Bernie Sanders’ crusade against Amazon reached a tipping point on Wednesday with the introduction of the Stop BEZOS Act, which takes aim at major corporations whose eye-popping profits and revenues come at the expense of workers forced to augment paltry wages with federal assistance.
The bill, entitled Stop Bad Employers By Zeroing Out Subsidies (BEZOS), seeks to levy a tax on these corporations equal to the amount of federal assistance their low-wage workers receive in benefits like Supplemental Nutrition Assistance Program (SNAP). Instead of paying this tax, corporations would be forced to boost wages to levels at which workers would no longer need federal benefits, the thinking goes.
Rep. Ro Khanna (D-Calif.), who has been vocal on poverty and labor issues, also supported the newly introduced legislation.
Amazon has found itself in a negative spotlight over the environment in its warehouses, with allegations of harsh conditions, limited access to restrooms and few breaks. Sanders pulled no punches in calling out Jeff Bezos, CEO of the e-commerce juggernaut that just shattered the trillion-dollar market cap threshold.
“It is beyond absurd that you would make more money in 10 seconds than the median employee of Amazon makes in an entire year,” Sanders wrote of Bezos in a petition posted on his website. “Meanwhile, thousands of Amazon employees are forced to rely on food stamps, Medicaid and public housing because their wages are too low.”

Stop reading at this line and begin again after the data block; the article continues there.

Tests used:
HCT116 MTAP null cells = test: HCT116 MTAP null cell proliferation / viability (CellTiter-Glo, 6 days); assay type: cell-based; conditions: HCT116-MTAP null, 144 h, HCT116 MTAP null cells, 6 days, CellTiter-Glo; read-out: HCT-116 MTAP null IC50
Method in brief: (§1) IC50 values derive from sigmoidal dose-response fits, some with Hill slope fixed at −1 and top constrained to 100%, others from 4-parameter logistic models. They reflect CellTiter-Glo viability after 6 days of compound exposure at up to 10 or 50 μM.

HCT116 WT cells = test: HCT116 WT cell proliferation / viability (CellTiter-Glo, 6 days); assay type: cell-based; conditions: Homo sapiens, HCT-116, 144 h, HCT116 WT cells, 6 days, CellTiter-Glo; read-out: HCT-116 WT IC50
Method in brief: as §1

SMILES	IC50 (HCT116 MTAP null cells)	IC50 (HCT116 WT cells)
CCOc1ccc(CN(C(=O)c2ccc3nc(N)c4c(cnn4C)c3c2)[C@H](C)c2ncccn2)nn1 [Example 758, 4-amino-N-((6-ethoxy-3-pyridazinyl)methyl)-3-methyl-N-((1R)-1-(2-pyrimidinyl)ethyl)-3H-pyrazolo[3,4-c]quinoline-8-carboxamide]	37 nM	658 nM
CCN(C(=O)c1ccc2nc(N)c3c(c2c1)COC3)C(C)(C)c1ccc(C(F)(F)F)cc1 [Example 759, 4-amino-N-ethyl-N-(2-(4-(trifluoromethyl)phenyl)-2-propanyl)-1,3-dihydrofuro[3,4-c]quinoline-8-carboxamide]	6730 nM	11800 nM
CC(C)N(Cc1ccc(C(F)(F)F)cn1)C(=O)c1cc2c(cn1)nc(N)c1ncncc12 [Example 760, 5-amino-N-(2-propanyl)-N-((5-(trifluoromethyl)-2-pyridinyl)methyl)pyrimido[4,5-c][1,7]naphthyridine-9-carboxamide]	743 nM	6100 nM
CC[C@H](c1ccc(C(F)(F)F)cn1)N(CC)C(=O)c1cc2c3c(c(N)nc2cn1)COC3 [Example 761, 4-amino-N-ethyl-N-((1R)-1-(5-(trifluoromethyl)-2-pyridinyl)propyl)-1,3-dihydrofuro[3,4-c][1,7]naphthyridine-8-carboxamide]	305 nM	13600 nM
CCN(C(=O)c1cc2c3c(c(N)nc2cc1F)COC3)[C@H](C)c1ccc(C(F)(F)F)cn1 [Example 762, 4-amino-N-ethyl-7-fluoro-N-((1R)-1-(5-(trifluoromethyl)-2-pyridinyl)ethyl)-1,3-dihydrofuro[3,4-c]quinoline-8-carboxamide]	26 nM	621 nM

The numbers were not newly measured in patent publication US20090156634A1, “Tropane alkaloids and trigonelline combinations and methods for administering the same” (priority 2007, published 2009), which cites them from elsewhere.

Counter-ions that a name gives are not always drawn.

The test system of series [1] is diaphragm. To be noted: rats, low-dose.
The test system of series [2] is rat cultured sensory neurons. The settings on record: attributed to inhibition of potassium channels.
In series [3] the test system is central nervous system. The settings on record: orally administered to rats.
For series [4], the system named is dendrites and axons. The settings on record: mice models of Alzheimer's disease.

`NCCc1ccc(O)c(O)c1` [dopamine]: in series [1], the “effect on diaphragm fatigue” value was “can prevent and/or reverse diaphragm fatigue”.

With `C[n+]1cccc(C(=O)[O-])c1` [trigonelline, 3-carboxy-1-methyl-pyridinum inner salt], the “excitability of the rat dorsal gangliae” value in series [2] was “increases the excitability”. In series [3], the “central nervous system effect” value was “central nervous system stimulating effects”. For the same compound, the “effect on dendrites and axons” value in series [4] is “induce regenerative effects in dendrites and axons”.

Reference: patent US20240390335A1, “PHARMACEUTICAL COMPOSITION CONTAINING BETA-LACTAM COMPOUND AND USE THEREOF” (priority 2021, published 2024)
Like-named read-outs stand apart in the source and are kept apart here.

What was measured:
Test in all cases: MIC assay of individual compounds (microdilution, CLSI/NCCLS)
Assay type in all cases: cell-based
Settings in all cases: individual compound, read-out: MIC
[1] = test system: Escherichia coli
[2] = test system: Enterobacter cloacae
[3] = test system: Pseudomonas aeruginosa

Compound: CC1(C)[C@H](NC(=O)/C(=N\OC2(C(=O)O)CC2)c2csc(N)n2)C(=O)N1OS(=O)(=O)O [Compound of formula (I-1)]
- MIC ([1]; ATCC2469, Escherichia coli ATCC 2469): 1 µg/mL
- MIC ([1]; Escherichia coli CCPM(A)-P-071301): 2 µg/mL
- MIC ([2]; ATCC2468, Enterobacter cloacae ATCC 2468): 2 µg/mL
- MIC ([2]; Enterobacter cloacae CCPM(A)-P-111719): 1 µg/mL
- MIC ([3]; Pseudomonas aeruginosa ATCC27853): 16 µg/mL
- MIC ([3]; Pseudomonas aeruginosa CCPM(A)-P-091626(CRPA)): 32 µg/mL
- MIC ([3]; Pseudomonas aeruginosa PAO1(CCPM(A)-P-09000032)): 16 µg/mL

The Vermont Senator’s petition, signed by more than 100,000 people, called for Amazon to raise wages and upgrade warehouse working conditions. Bolstered by the popular support, Sanders escalated the effort into Stop BEZOS, though some industry watchers are concerned the effort could actually backfire with unintended consequences.
The former chief economist for vice president Joe Biden and a senior fellow at the Center on Budget and Policy Priorities, Jared Bernstein told Business Insider he’s concerned “that this idea unintentionally provides the hard right with another argument” while cementing the stigma associated with worker benefits.
What’s more, a bill like Stop BEZOS could lead to employers actively sidestepping low-wage candidates who, if hired, would contribute to their tax bill, Bernstein said to Business Insider.
Though Amazon is the company currently under fire, for years Walmart was notorious for paying wages that kept workers on the poverty line. An uproar erupted in 2013 when news broke that a Walmart store in Ohio held a Thanksgiving food drive to benefit its own store employees whose low pay could not provide a traditional holiday meal.